Children, Fear, and Dreams
Yesterday was the five-year anniversary of the Deferred Action for Childhood Arrivals program (DACA). Nearly 800,000 people who came to the U.S. as children have gained temporary legal status through DACA, if they met certain criteria, such as having lived continuously in the U.S. since June of 2007. DACA has allowed young people to go to school, get a driver’s license, and work legally. These “dreamers” have lived most of their lives in the U.S. and are part of our communities. But now 10 state attorneys-general are threatening to sue the federal government to end the program, and the Trump administration has not been clear on its plans for DACA. Dreamers from around the country and the Washington, DC region, as well as other advocates gathered near the White House yesterday to assert that they are “here to stay.”
Some brought children to the rally. My heart opened wide to see these little guys, and the mom’s affectionate ruffling of the younger one’s hair. Children should not have to fear losing their parents to deportation. Young parents in the DACA program are giving back to their communities, and want the chance to do more. Their children, usually American citizens, need their parents’ love and protection.
Starting yesterday, faith and immigrant leaders are embarking on a 22 day vigil near the White House in defense of DACA and other immigrants with “Temporary Protected Status” (TPS, issued when people have fled from dangerous conditions in their home country). We’ll report more on the vigil in the coming days.
We want our children to learn to be confident of the wide opportunities their futures will provide. One of the dreamers who spoke yesterday, Greisa Martinez, came to the U.S. with her parents when she was 7, crossing the Rio Grande. For years during her childhood, she was always afraid. She joined with other dreamers to fight back, finally “undocumented and unafraid.” And victorious! But in these times, victories have to be defended vigilantly.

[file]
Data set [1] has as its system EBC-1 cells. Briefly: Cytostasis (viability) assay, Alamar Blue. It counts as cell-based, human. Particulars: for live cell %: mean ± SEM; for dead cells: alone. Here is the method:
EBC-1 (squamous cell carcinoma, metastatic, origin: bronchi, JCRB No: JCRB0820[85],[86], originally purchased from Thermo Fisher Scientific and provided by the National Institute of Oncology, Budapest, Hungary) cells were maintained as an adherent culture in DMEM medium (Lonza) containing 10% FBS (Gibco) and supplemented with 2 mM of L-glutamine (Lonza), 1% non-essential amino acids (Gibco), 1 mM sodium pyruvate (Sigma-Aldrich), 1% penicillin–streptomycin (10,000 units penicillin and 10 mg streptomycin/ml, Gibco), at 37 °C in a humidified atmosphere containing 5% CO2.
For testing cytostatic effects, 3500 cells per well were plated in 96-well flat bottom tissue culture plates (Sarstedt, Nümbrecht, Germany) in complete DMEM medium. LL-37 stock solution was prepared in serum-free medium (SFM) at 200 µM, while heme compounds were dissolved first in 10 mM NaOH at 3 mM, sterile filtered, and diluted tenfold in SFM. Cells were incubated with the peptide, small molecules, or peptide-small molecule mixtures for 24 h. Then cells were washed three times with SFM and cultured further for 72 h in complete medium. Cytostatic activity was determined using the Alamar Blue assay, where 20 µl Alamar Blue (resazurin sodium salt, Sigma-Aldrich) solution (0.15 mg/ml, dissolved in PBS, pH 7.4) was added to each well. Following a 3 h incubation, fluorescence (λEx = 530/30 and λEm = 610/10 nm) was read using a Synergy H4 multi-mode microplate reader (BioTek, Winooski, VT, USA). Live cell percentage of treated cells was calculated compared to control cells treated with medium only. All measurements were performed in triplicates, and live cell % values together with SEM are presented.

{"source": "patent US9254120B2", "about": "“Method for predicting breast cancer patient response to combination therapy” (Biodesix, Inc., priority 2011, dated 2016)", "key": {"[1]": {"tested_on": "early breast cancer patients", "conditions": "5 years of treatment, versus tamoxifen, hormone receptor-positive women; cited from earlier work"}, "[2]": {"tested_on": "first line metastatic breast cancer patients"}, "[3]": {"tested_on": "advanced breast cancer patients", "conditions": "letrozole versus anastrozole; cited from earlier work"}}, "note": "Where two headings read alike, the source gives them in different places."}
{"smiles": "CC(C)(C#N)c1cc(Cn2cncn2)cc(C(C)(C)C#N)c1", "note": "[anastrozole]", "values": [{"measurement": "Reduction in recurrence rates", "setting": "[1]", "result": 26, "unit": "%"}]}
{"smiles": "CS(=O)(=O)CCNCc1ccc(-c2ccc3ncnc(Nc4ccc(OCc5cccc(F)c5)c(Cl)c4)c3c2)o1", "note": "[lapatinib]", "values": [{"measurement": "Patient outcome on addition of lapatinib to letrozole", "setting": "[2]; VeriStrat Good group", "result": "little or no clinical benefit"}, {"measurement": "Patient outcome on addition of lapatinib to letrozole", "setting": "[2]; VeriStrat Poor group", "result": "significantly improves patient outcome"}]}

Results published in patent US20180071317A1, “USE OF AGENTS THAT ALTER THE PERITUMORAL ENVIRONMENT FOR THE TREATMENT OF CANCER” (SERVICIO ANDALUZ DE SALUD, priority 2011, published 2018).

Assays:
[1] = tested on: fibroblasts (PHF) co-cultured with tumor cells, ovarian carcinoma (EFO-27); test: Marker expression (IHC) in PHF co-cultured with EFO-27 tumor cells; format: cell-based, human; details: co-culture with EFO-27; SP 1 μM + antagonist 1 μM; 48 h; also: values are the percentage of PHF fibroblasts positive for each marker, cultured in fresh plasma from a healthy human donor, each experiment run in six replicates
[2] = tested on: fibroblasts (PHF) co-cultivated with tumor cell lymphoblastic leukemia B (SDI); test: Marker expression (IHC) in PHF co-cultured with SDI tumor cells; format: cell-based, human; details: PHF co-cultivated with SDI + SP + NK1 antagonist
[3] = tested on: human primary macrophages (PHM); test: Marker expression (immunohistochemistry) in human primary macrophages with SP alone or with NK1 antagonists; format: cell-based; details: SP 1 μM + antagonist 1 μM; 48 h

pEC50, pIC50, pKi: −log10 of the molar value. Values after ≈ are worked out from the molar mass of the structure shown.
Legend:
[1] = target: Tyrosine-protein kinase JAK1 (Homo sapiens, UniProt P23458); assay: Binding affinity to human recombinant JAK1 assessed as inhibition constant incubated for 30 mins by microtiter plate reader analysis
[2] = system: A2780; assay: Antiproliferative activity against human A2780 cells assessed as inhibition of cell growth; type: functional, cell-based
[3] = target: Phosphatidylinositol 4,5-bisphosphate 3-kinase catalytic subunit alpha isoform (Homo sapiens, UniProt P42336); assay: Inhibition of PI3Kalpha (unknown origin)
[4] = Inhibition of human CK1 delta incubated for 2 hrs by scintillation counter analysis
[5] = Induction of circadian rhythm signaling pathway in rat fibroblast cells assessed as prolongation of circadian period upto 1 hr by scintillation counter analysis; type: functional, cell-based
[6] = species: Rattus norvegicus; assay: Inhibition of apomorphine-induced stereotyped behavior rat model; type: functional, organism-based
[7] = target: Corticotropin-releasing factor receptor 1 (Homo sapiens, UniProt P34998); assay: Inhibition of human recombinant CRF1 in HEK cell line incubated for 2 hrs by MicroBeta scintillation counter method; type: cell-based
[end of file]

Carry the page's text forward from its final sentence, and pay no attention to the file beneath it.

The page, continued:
It’s far easier to provide reassurance to my granddaughter, who is secure in her family. (Thanks to our daughter, Lauren Weinstein, cartoonist for the Village Voice and other publications, for the drawing of their actual conversation.) But it is a sad milestone, this fear-learning.
Our children learn a lot every day, and what they learn affects not just their future, but ours. Greisa learned to overcome fear by taking action – that is the very definition of courage. Her courage, the courage of all the dreamers, and of those who protest against racism and bigotry, forces life into our imperiled democracy.
And it is seriously imperiled. Millions don’t vote, but it’s worse than that. Public opinion research through the World Values Surveys shows that younger people (age 16-34) are more and more likely to distrust democratic institutions, in fact to distrust democracy itself. Of people born in the 1980’s in the U.S. (the “millennials”), only about 30 percent agreed it was “essential” to live in a country that is governed democratically. Among us baby-boomers, about 60 percent said democracy was essential. And even more alarming, among the millennials, only 19 percent “do not believe that it is legitimate in a democracy for the military to take over when the government is incompetent or failing to do its job.” Let me repeat that: only nineteen percent. Among those born before World War II and the baby-boomers, 43 percent don’t believe a military takeover is legitimate. That’s not too terrific either. But our young – well, we’ve got serious trouble.
Some of them are marching for white supremacy (of course, they are not all young). Some of them are disengaged and resentful. But others are fighting for opportunity and against racism. Some young and some of us older types have demanded “Hands off our health care” of their elected officials. It is not easy, and there will be reverses, but it is essential. We badly need today’s children to learn that they can make democracy work. We have to show them it can.